In order to create a more realistic effect, we have to thin the edges of each petal with the ball tool. Place the petal layer on the thin foam mat (Note that I covered the foam with the cornstarch/powdered sugar mixture to prevent sticking.) Place the one side of the ball tool at its middle (i.e., half of the ball is touching the fondant and the second half the thin mat). Roll your ball at the edge on each petal by pressing a softly. You will see the petals "rippling".
You don't want to over ruffle, so just softly and you can go over it. This is where the gumpaste part comes in handy. If it's just the fondant it tends to rip.
Place your thinned petal layer on top of the thick foam pad. Note that I covered the foam with the cornstarch/powdered sugar mixture to prevent sticking. With the ball, we're going to shape the first layer petals. Think of the 5 petals like a man, "head" (top), "arms" (sides) and "legs" (bottom 2). Press the circle into the "head", "legs" and center. Flip it over and press the circle into the "arms".
Now flip it back over into your hand and it will look like this:
Apply vanilla to the inside half's of each petal, the center and one full "foot" petal.
Now place one of the tear drop shaped center into the center of the petal layer (I keep the toothpick in the center and poke through the petal layer with it.)
Now take the "foot" petal that has the full vanilla on it and wrap it around the tear drop center. (I flipped the petal layer around so my "foot" is on top).
It will look like this:
Now take the "head", and wrap it up, then the other "foot" around the center. Once I "glue" it in place I like to take my fingers and lightly pull back on the top edges of each petal to give it a more natural shape (you know how real rose petals curl back a bit.)
Now wrap around and "glue" the "arms" up. At this point I like to go through and do ALL the first layer on all the centers, so they can dry a bit and can be handled easier before moving onto the next layer. But of course you CAN just go straight on, just be careful because it's still soft.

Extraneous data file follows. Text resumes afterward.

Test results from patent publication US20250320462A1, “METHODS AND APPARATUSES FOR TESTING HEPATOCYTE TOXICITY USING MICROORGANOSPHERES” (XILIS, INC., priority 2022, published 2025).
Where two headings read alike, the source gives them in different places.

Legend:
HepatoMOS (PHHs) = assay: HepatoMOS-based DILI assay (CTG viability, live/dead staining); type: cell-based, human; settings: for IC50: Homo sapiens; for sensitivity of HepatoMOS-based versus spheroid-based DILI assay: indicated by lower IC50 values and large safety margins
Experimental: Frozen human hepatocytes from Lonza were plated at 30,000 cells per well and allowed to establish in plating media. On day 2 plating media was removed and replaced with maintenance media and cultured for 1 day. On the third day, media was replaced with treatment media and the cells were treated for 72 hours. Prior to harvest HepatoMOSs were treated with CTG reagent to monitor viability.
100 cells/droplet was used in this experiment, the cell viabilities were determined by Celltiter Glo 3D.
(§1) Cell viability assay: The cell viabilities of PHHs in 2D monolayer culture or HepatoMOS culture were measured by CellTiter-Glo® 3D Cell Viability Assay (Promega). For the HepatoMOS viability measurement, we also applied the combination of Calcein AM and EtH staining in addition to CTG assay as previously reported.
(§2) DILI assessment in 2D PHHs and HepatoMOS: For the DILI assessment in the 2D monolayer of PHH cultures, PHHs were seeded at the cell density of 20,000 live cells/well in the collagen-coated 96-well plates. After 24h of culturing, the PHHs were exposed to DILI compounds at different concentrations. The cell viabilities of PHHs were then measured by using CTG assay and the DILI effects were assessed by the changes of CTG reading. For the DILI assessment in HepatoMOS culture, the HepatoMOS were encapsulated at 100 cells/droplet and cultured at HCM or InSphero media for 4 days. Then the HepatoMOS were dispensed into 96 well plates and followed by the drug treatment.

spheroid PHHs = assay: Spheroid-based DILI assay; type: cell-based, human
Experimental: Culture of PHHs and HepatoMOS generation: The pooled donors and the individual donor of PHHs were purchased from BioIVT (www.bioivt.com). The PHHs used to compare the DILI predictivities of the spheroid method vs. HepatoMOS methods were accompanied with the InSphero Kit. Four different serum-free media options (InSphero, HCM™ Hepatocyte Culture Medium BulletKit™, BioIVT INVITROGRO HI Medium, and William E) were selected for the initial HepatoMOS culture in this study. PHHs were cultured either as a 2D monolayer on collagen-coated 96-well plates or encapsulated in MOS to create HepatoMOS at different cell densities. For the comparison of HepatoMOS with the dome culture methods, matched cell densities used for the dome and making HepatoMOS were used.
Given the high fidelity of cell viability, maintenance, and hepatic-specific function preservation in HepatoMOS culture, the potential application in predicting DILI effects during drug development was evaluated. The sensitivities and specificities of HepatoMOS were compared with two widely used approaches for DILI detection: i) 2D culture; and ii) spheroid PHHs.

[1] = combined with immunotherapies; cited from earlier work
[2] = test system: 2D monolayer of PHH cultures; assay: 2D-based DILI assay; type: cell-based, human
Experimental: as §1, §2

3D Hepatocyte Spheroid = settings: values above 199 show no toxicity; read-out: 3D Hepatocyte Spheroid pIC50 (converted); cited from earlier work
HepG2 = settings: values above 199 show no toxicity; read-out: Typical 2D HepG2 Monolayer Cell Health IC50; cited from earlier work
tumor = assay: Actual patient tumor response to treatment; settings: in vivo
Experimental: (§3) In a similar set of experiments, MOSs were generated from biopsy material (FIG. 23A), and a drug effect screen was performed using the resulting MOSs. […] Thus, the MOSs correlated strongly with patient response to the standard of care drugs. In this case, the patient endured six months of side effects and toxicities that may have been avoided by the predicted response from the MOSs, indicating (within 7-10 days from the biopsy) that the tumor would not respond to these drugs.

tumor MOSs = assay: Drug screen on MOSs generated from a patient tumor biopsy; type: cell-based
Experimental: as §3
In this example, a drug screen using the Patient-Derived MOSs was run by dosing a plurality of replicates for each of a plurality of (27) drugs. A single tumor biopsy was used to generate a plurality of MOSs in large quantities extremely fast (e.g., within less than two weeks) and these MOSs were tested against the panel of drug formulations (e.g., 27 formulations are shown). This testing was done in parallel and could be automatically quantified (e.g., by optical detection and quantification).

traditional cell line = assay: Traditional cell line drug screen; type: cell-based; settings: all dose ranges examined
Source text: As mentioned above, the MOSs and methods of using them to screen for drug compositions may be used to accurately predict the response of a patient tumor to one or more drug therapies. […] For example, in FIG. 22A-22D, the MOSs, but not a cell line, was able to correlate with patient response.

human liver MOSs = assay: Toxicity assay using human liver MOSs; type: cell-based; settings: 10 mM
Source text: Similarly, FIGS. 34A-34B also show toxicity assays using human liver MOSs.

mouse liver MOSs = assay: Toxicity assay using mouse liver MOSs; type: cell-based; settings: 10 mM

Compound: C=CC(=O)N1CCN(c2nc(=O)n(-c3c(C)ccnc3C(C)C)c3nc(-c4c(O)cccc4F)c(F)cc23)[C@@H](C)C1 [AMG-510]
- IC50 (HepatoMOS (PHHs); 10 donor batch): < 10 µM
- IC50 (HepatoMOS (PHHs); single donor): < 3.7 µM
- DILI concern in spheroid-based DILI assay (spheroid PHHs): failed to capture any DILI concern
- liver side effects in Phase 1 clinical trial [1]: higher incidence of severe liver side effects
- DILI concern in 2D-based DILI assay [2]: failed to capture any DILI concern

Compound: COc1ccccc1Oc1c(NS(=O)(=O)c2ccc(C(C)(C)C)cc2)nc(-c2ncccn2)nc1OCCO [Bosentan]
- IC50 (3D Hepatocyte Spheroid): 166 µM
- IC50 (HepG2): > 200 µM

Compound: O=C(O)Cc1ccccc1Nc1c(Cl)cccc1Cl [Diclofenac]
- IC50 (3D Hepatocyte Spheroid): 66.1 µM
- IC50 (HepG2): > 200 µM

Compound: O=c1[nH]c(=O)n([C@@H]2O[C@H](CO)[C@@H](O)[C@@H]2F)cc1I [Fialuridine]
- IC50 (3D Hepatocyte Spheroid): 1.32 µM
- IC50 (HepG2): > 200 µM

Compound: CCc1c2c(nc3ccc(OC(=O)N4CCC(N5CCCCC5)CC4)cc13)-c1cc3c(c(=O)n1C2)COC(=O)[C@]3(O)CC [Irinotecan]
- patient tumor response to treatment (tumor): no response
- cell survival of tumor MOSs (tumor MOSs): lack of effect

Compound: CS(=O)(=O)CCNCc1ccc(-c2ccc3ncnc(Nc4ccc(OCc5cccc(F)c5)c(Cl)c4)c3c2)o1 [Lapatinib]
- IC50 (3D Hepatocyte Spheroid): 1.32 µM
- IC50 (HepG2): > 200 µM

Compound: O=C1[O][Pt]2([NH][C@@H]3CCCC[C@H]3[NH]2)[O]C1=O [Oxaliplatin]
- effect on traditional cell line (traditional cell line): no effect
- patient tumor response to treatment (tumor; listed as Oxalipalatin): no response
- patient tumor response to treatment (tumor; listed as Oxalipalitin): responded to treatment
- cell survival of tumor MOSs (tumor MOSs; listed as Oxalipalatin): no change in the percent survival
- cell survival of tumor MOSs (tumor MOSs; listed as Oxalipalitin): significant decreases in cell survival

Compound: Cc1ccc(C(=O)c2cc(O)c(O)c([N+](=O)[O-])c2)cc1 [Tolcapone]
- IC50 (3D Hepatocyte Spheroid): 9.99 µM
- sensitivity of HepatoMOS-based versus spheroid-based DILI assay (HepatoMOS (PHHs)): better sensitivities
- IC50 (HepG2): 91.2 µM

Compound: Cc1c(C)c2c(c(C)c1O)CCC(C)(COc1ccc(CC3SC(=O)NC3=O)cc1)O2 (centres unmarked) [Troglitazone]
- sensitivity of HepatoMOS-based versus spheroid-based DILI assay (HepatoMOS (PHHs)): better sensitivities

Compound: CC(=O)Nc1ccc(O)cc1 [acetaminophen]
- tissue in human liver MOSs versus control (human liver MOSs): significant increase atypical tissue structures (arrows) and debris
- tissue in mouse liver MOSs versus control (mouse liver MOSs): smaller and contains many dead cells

Repeat steps 1-4 from the first layer. Then move it over to the thick foam and press the circle into the "arms" and center, then flip over to press into the "head" and "legs". So just opposite from the last layer and add the vanilla!
Put the finished first layer bud into the center of this petal layer.
"glue" the "arms" up around the bud now. (you can see why I like the previous layer dry before moving on, holding a fresh layer like this would ruin it)
Now bring up and "glue" the "legs" and the "head". And remember to go back and curl the edges back just a bit. And you done with the second layer! Finish them all and let them dry OR... move on to the third layer!
Repeat steps 1-4 from the first layer. Then move it over to the thick foam and press the circle into the "arms", "head" and "legs", then flip it over and press the circle into the center. And add Vanilla to the center halves of the petals
Place the 2 layer buds into the center of this final layer!
Now like drawing a star you'll bring up each of the 5 petal's one at a time "gluing" them on. Like this: "leg", "head", "leg", "arm" and "arm"... Once you have them glued on remember to curl back the edges of the petals to create a more realistic look!
And there you go!
You can also add a Calyx if you want, but since my roses are usually in a cake I don't bother! It just depends on how much of the back of the rose you'll be seeing. If I stop at layer 1 or 2 for some buds I might add one.
Thanks again to Ashlee for sharing some gorgeous cake decorating secrets!